Recording Immersive Audio for Blackout

One misty morning this fall we crawled out of bed at 3:30AM, made ourselves over-sized coffees and headed to the Brooklyn creative audio studio Antfood. We were greeted by three members of their team sporting roguish grins, a disembodied mannequin head and six human ears precisely molded in silicon. The motley bunch of us descended into the near-deserted subway system to record the sounds of the underground.

Fritz, the Neumann binaural head microphone explores the New York subway system.

Fritz, the Neumann binaural head microphone explores the New York subway system.

The Antfood team had augmented Fritz – a premiere binaural head-shaped microphone – with a headdress made of two additional sets of 3Dio stereo ears. Recording with this mega-microphone captures a very detailed sound of the train car from six sides. For Blackout, this allows the viewer to hear every part of the symphony of the train car in 3D. Anything Fritz heard, you'll hear in amazing fidelity – if there's a cough to your left, your mind tells you there's someone over there (and they're having respiratory issues.) We recorded everything from the rumble of the undercarriage below you, to the ever-unintelligible announcements over the PA to the hiss of the doors closing next to your ear. When you look to the left in the Blackout train, the aural space adjusts appropriately to match your physical position. It’s uncanny how well it works.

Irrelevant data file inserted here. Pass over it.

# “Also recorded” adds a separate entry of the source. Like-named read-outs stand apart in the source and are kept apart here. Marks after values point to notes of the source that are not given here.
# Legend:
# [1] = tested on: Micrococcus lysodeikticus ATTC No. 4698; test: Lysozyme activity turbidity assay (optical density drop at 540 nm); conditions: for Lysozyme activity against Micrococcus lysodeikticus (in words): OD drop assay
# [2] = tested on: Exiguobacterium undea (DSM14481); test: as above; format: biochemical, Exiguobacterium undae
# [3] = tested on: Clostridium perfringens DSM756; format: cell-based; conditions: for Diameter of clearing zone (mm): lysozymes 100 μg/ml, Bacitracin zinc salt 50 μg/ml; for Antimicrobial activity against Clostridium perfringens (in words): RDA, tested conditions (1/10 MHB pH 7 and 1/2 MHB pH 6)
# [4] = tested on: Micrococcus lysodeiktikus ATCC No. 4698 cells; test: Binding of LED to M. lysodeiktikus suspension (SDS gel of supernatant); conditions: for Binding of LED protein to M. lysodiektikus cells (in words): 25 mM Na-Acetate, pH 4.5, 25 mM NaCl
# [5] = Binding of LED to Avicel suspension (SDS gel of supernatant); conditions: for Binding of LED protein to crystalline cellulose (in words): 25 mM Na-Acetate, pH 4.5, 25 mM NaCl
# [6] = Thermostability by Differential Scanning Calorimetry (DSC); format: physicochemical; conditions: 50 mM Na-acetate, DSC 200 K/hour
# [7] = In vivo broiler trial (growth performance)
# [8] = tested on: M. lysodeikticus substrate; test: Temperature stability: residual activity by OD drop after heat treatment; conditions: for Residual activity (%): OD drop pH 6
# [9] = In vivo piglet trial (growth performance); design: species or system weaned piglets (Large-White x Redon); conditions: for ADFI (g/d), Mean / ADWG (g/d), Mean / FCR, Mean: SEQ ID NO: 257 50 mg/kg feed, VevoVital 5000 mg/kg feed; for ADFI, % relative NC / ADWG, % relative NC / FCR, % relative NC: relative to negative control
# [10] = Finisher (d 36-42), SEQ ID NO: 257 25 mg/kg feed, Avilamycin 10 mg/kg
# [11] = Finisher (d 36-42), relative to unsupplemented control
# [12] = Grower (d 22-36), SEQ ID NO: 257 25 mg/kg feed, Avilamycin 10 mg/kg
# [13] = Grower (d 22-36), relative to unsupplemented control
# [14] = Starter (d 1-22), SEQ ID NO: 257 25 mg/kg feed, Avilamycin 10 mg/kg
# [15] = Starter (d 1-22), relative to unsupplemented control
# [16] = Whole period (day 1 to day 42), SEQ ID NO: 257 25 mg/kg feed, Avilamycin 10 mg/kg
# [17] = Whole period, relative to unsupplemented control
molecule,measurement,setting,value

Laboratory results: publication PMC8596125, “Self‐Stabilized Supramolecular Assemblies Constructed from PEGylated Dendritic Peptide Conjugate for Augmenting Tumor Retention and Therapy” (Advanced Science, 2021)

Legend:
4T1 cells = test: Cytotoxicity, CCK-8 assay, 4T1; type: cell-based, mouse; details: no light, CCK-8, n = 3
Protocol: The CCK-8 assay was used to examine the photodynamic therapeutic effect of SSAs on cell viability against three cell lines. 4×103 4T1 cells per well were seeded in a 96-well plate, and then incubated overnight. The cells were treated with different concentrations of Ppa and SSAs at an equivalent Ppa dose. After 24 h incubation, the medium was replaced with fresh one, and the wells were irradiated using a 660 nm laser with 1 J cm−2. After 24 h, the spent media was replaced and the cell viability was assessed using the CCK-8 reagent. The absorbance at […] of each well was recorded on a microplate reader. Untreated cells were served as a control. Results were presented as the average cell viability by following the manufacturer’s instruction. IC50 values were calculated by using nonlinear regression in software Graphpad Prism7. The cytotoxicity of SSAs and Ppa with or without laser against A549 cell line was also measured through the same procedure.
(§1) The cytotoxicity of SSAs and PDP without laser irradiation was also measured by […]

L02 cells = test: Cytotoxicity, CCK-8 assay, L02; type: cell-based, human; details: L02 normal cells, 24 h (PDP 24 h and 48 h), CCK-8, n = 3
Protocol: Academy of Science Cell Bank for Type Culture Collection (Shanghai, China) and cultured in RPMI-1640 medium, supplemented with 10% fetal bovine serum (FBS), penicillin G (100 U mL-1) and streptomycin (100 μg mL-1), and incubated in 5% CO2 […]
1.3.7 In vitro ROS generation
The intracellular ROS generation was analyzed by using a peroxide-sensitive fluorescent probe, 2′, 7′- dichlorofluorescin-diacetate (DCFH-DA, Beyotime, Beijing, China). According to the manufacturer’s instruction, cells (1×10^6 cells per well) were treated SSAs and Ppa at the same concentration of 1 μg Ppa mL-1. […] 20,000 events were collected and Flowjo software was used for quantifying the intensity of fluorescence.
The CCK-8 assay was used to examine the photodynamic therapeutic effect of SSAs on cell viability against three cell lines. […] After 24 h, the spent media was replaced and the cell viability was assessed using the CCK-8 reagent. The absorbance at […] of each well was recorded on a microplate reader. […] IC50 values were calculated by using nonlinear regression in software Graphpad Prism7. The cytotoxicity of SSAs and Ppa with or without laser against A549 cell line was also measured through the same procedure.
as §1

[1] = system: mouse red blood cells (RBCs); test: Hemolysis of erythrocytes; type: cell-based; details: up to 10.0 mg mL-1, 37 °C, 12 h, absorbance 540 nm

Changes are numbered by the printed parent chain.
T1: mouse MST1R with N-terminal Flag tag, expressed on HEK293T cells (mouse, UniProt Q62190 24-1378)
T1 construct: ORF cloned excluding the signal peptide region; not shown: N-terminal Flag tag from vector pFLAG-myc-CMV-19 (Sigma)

René Pinnell

As a filmmaker & designer, René produced the acclaimed comedy show Backpack Picnic, directed the feature documentary The King of Texas, sold a TV pilot to MTV, designed 5 products & founded 2 companies.